I may try more of Holly Black's books in the future but I'll wait for my sister to show interest before I try reading it.
Rating: 3.5 Stars
I've stated over and over, like a horrible broken record, that I love the fairy tale Beauty and the Beast and will read anything that takes inspiration from it. Back in 2014, I caught wind of a book called Cruel Beauty by Rosamund Hodge that took bits of my favorite fairy tale and twisted them into something unsettling and beautiful. I loved that book so much that I keep my hardcover copy with all my other favorites on a separate bookshelf for my best of the best books and I have an e-book copy that goes with me everywhere because I can access it on my phone (hooray for modern technology!).
So when I heard that Hodge was continuing to twist fairy tales around into unique creations, I made sure to get copies of them. She has a short story called Gilded Ashes which is a re-working of the classic Cinderella. Her latest book took inspirations from Red Riding Hood and a lesser know tale, The Girl Without Hands, and made a unique and mesmerizing tale about a girl named Rachelle who trained to be a woodwife to protect people from the monsters in the forest. When she stupidly decides to enter the forest to talk to a creature in the trees, she's tricked into becoming bound to the creature, the evidence of which is a single crimson thread that ties them together, no matter the distance between them. The thread gives her supernatural talents and the story picks up three years later with Rachelle working for the King. She learns that a threat is coming, something that her training as a woodwife could help her stop, and she tries to find the means of defeating the threat and saving those she cares most about.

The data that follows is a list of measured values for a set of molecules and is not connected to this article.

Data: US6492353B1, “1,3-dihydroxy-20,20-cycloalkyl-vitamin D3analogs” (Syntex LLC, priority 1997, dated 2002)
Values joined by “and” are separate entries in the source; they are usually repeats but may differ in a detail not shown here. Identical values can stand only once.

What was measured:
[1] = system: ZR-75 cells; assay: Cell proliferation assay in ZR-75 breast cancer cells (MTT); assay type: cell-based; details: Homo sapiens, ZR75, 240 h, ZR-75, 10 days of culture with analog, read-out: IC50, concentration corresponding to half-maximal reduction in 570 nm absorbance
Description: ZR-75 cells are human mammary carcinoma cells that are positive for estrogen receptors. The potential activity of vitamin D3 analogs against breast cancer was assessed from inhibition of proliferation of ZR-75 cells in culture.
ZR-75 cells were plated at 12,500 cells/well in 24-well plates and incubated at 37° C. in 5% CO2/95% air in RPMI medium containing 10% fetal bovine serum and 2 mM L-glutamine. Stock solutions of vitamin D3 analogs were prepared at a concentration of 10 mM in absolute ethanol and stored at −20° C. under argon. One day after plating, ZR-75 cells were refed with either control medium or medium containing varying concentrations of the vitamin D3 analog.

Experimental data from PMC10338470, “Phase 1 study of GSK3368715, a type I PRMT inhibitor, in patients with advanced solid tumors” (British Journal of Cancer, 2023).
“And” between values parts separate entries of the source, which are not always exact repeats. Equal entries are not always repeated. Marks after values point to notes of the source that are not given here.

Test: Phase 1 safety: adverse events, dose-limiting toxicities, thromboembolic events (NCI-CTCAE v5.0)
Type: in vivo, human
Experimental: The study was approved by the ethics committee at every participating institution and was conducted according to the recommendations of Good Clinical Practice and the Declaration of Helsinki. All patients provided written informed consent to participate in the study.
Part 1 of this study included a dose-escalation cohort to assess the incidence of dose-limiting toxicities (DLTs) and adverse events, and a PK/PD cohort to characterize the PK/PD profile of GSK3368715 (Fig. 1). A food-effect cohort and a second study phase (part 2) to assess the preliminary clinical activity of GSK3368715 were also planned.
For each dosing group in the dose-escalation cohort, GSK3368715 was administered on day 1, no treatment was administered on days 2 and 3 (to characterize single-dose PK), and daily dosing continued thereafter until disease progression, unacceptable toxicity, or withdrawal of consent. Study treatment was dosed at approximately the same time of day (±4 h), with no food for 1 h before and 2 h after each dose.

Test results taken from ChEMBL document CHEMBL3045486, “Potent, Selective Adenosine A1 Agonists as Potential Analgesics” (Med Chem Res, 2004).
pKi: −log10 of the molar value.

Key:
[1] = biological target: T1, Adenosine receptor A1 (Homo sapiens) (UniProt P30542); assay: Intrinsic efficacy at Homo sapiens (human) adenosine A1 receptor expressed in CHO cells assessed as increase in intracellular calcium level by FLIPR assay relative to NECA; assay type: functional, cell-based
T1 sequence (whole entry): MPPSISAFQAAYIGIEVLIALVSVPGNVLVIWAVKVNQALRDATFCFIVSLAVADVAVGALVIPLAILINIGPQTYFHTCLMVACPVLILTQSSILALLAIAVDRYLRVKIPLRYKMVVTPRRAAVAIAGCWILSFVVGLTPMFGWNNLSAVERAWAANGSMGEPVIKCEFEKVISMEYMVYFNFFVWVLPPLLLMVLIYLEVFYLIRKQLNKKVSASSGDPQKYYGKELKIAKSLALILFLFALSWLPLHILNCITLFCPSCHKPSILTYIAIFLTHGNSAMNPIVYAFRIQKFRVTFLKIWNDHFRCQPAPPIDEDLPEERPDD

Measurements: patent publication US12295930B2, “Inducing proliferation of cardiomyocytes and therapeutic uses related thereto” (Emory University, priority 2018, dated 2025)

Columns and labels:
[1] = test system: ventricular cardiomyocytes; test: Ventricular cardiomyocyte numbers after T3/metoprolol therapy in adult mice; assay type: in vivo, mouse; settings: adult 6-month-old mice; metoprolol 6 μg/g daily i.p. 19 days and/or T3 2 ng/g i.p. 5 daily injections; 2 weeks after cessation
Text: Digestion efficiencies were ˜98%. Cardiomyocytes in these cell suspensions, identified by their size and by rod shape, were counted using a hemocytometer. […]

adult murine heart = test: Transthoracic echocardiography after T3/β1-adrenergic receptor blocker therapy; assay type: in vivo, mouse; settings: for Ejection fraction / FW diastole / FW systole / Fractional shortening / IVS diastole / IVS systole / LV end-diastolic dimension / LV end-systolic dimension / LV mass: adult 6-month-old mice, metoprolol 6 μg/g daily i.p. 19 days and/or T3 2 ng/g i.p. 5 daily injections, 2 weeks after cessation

The writing was crisp and engaging, the characters were flawed but not without their merits, and the world was wonderful. The story was incredibly well-developed and I loved it for the most part. My only problem was that Rachelle inevitably ends up with a particular story development that felt a little rushed. Not enough to detract from the story but I almost wish that Hodge said to hell with it, and cranked out at least another 100 pages to develop that plot point a little more. Who cares if the book ended up over 500 pages long? I would have read all of it in one sitting.
It goes without saying that having read and loved everything that Rosamund Hodge has released, I'm looking forward to her next book, currently listed as Bright Smoke, Cold Fire and tentatively listed as a September 2016 release. I'll be the one waiting at the doors before the store opens to get my copy.
Rating: 9.5 Stars
Be back soon with more reviews!